Democratizing the Old Dominion: Virginia and the Second Party System, 1824-1861

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University of Virginia Press, 1996 - Business & Economics - 365 pages
The Emergence of the two-party system in the 1830s led to the democratization of the nation and to decades of heated dispute about democracy. In Democratizing the Old Dominion, the first comprehensive study of antebellum Virginia politics, William G. Shade demonstrates that Virginia typified the nation more closely than did any other state both in the emergence and development of the two-party system and in economic development. Shade places the antebellum debate over slavery and states' rights in the context of early discussion on these subjects by Jefferson and Madison. He shows how the diversity of opinion on these issues was shaped by politics. Discussing the many conflicts within Virginia and the South, he debunks the myth of the unique South and argues that the similarities between North and South were more numerous than the differences. The author also provides a thorough analysis of Virginia's many regional cultures, looking at them comparatively as well as in the context of national party conflicts.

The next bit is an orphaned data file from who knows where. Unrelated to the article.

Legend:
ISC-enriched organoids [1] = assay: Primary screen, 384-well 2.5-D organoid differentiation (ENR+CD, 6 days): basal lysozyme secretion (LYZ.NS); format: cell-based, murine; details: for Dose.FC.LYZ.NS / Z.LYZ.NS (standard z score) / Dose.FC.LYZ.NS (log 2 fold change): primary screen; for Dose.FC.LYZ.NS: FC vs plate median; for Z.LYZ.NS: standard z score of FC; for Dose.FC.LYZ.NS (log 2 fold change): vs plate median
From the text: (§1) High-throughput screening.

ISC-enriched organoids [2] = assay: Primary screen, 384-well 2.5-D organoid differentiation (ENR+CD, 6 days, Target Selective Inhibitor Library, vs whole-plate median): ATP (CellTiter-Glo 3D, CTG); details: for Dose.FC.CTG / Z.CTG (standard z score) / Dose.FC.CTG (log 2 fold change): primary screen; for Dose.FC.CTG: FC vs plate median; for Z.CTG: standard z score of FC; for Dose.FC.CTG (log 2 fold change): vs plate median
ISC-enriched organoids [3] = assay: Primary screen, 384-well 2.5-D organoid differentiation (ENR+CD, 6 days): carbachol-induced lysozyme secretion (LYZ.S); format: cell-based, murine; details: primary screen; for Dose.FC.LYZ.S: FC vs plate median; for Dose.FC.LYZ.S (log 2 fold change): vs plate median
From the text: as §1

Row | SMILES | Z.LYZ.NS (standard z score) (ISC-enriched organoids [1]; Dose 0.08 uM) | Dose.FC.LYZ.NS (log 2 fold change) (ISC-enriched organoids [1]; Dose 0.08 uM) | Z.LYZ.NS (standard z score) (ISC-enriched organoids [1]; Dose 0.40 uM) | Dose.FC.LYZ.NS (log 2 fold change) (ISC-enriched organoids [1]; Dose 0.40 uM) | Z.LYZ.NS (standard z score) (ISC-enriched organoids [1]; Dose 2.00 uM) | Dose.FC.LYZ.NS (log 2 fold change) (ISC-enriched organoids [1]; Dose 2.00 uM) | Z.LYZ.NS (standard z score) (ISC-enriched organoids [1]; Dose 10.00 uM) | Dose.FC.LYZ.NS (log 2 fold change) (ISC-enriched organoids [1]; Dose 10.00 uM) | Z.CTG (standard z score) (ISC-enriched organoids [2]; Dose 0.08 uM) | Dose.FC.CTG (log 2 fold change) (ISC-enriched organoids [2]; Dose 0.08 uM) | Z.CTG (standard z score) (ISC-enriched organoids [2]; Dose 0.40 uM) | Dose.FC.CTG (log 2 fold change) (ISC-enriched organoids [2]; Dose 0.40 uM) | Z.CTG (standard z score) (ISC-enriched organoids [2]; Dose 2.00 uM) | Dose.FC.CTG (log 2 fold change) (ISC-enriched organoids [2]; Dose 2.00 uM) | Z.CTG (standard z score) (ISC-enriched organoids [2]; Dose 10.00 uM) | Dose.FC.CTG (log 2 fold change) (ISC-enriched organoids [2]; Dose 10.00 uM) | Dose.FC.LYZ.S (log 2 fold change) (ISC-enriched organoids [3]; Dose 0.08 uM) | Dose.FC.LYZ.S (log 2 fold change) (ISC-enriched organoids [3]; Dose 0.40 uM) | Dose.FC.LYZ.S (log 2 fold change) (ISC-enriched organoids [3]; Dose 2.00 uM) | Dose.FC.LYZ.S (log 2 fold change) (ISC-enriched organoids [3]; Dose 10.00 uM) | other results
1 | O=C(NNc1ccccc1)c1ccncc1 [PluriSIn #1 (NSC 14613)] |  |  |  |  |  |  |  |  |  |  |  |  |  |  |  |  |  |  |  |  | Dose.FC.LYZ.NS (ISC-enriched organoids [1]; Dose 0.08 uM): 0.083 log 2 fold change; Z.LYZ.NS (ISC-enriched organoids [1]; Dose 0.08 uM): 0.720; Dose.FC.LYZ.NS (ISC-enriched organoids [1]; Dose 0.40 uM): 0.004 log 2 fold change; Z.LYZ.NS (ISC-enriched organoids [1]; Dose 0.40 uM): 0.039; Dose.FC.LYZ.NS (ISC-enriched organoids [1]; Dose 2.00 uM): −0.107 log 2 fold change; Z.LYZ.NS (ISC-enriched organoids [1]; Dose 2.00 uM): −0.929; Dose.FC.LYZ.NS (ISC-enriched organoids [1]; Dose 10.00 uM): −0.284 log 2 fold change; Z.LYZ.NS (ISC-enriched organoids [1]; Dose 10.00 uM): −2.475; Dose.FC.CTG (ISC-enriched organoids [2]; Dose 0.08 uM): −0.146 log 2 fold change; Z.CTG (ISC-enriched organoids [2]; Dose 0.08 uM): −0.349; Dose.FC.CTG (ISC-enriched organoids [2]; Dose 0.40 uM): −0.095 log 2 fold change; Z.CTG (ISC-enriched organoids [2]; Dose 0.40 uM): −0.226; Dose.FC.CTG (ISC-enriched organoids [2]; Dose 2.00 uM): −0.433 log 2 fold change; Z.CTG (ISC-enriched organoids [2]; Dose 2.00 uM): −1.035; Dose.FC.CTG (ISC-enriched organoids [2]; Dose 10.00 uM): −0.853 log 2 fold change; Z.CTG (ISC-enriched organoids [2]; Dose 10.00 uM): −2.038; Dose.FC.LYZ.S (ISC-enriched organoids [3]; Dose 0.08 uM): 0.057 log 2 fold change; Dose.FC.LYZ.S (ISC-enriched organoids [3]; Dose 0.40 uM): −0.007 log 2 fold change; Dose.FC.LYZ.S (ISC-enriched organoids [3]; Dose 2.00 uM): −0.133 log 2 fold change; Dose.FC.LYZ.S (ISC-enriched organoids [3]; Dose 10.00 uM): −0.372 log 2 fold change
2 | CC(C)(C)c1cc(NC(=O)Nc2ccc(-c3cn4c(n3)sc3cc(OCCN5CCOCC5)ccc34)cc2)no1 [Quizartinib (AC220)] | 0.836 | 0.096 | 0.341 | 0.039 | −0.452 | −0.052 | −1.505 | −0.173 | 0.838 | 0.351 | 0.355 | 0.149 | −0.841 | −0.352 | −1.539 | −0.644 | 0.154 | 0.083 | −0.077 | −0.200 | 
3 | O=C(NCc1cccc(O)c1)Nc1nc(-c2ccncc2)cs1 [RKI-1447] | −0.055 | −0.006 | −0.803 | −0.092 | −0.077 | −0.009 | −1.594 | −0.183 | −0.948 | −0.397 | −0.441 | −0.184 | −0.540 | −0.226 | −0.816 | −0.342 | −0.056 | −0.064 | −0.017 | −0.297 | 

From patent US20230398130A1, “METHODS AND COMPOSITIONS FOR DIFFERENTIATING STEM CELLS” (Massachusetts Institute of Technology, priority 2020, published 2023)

The Partisan Leader
Notes on the State of Virginia
The Constitution of Virginia
A Candid State of Parties
Out of the Nature of Things
One Hundred and SeventyThree Despots
A Review of the Slave Question
Political Development and Political Decay
The Augusta County Whig Connection

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About the author (1996)

William G. Shade is Professor of History and Director of American Studies at Lehigh University. His publications include Banks or No Banks: The Money Issue in Western Politics, 1832-1865; The Evolution of Electoral Systems; and Our American Sisters: Women in American Life and Thought.